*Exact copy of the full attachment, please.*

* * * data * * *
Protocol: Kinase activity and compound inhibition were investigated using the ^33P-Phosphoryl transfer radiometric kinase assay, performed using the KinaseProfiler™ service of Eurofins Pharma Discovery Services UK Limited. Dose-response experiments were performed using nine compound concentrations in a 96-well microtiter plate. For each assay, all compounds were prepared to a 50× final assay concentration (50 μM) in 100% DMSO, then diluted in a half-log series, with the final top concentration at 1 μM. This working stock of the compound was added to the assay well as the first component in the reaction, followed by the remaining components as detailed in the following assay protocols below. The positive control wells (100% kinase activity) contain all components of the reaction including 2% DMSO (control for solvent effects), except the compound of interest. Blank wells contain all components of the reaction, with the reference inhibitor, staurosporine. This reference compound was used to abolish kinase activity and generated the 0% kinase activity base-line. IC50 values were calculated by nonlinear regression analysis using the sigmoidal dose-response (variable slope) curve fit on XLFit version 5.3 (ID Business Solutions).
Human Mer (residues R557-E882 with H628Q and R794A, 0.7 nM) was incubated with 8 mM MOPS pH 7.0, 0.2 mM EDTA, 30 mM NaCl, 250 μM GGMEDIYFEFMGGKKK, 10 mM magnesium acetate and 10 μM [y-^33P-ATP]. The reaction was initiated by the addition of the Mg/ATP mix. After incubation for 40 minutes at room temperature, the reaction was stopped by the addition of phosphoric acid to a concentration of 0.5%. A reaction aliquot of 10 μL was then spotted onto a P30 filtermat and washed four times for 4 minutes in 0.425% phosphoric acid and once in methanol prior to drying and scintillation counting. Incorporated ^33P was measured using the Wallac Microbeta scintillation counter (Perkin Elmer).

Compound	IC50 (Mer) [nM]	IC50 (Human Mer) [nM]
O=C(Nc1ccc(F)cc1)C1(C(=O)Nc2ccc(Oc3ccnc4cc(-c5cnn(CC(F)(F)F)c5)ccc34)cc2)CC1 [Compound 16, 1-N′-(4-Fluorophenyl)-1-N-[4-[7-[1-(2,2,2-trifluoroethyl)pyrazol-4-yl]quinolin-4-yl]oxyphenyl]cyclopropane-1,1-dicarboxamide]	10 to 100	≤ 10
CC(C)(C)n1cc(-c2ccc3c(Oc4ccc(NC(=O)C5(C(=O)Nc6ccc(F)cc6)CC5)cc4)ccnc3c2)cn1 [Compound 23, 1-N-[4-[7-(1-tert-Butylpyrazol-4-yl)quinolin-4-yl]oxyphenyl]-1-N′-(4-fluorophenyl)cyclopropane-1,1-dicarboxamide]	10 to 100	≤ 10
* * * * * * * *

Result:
Protocol: Kinase activity and compound inhibition were investigated using the ^33P-Phosphoryl transfer radiometric kinase assay, performed using the KinaseProfiler™ service of Eurofins Pharma Discovery Services UK Limited. Dose-response experiments were performed using nine compound concentrations in a 96-well microtiter plate. For each assay, all compounds were prepared to a 50× final assay concentration (50 μM) in 100% DMSO, then diluted in a half-log series, with the final top concentration at 1 μM. This working stock of the compound was added to the assay well as the first component in the reaction, followed by the remaining components as detailed in the following assay protocols below. The positive control wells (100% kinase activity) contain all components of the reaction including 2% DMSO (control for solvent effects), except the compound of interest. Blank wells contain all components of the reaction, with the reference inhibitor, staurosporine. This reference compound was used to abolish kinase activity and generated the 0% kinase activity base-line. IC50 values were calculated by nonlinear regression analysis using the sigmoidal dose-response (variable slope) curve fit on XLFit version 5.3 (ID Business Solutions).
Human Mer (residues R557-E882 with H628Q and R794A, 0.7 nM) was incubated with 8 mM MOPS pH 7.0, 0.2 mM EDTA, 30 mM NaCl, 250 μM GGMEDIYFEFMGGKKK, 10 mM magnesium acetate and 10 μM [y-^33P-ATP]. The reaction was initiated by the addition of the Mg/ATP mix. After incubation for 40 minutes at room temperature, the reaction was stopped by the addition of phosphoric acid to a concentration of 0.5%. A reaction aliquot of 10 μL was then spotted onto a P30 filtermat and washed four times for 4 minutes in 0.425% phosphoric acid and once in methanol prior to drying and scintillation counting. Incorporated ^33P was measured using the Wallac Microbeta scintillation counter (Perkin Elmer).

Compound	IC50 (Mer) [nM]	IC50 (Human Mer) [nM]
O=C(Nc1ccc(F)cc1)C1(C(=O)Nc2ccc(Oc3ccnc4cc(-c5cnn(CC(F)(F)F)c5)ccc34)cc2)CC1 [Compound 16, 1-N′-(4-Fluorophenyl)-1-N-[4-[7-[1-(2,2,2-trifluoroethyl)pyrazol-4-yl]quinolin-4-yl]oxyphenyl]cyclopropane-1,1-dicarboxamide]	10 to 100	≤ 10
CC(C)(C)n1cc(-c2ccc3c(Oc4ccc(NC(=O)C5(C(=O)Nc6ccc(F)cc6)CC5)cc4)ccnc3c2)cn1 [Compound 23, 1-N-[4-[7-(1-tert-Butylpyrazol-4-yl)quinolin-4-yl]oxyphenyl]-1-N′-(4-fluorophenyl)cyclopropane-1,1-dicarboxamide]	10 to 100	≤ 10